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After the pandemic shutdowns’ social isolation, kids returning to class have had “more weapons, more fights, a lot more mental health cases to deal with.”


Kansas City’s Hogan Preparatory Academy charter high school, temporarily closed for safety reasons, must return its students safely back into the classroom — and soon.

The school shut down a week ago because of “multiple recent incidents affecting the safety of students and staff,” according to a letter of concern issued by the Missouri Charter Public School Commission.

The longer children are out of school, the further behind they’re likely to fall academically, and the harder it will be to readjust to an in-classroom environment after two years of remote learning because of the coronavirus pandemic.

When students returned to classrooms this fall, schools expected many would need intense remediation to overcome the learning loss that occurred during shutdowns.

COVID-19 is still with us, though far less threatening. But now, according to Hogan, it is unmanageable students who are making schools unsafe — that, and a shortage of staff to control or prevent disruptions.

Some parents and others who were a part of the “reopen our schools” chorus got a lot of pushback during the pandemic because the virus’s spread had not yet subsided. But they did warn that long-time school closures would present emotional and mental distress for children. They were right.

The return to schools has come with a rise in student fights, weapon possession and other disruptions. Helping students relearn how to be in school and staffing is key. And that’s a big part of the problem, because the country is in the midst of a national school staff shortage. Teachers, counselors and administrators have left the profession in droves over the last two years.

One recent study by professors from Kansas State University and the University of Illinois Urbana-Champaign counted at least 36,500 teacher vacancies in the nation. The study also estimated there are at least 163,500 positions filled by teachers who aren’t fully certified, or aren’t certified in the subject area they are teaching.

Hogan Prep’s 450 students in grades 9-12 are now back to attending class remotely by computer after the new closure. That is not a good thing. As we learned during the pandemic, even if every student has an electronic device, students don’t all have consistent internet access. Nearly all of Hogan’s student population comes from economically disadvantaged households.

If social isolation during the pandemic is behind the emotional damage and bad behavior playing out at school, sending kids back into isolation surely does not fix the problem. At best, it’s a temporary reset.

“Is the solution to shut school down? No, because that’s part of what got us where we are now,” said Mo Canady, executive director of the National Association of School Resource Officers.

“No one needed a crystal ball to know that we were going to have a problem when we opened the doors back up and let kids back into schools,” Canady said. The problems in urban, rural and suburban schools are “more weapons, more fights, a lot more mental health cases to deal with,” he said.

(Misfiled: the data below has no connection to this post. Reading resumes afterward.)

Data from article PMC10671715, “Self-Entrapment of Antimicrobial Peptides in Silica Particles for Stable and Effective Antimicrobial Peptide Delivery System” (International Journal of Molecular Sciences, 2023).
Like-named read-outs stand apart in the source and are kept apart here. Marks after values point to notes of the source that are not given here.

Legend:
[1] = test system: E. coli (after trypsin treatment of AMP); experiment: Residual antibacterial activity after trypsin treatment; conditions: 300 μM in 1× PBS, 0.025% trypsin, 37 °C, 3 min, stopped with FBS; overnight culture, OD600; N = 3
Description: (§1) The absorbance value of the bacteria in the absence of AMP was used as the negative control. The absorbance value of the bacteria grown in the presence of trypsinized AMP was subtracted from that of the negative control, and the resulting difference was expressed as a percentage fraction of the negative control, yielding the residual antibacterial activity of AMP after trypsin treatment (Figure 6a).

‘High rates’ of suspensions after school fights

It’s not happening in Kansas City alone, either. Several schools in St. Louis recently closed temporarily because of persistent fighting and threats of violence. And teachers and school administrators across the country say they are seeing a rise in everything from minor misbehavior to fighting in the hallways, The Washington Post reported last month.

School fights are not unusual. What happened at Hogan led to what the letter called “high rates” of suspensions. Neither the school nor the commission is elaborating. But it was clearly scary enough that lots of school staffers “are considering resigning or not renewing employment contracts because of the concerns for their safety,” the commission’s letter said. Extra security has been assigned to Hogan’s middle school and school leaders said they’ve “altered procedures during the school day to emphasize safety.” Those details are kept secret for security reasons.

“I think it is disappointing that this is happening, but I do think that based on what I’ve heard, the decision that was made to close is what had to happen to keep students safe,” Douglas Thaman, executive director of the Missouri Charter Public School Association, told us.

And that underscores the dilemma facing Hogan and schools like it: Students aren’t safe in school but might not be learning remotely.

We know that online education is not the best setup for teaching students, particularly for those with learning challenges. Recent national academic outcome reports from the pandemic years showed a lot of children, including kids in Missouri and Kansas, fell significantly behind academically in virtual schooling.

So shutting the doors and expecting kids to show up in front of a computer screen rather than in a traditional classroom is sure to set students even further back academically.

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Hogan was ordered by the commission to come up with a safety plan before it can reopen after the Thanksgiving holiday. The commission received the plan Saturday, but if the commission is not certain students can safely return, Hogan could close indefinitely.

Sadly, that could further disrupt the education of children whose lives have already been disturbed by pandemic isolation and threats of violence at school. They deserve better. Hogan must quickly find a workable solution. Failing would leave hundreds of Kansas City students behind.

Failure is not an option.

This story was originally published November 22, 2022 12:31 PM.

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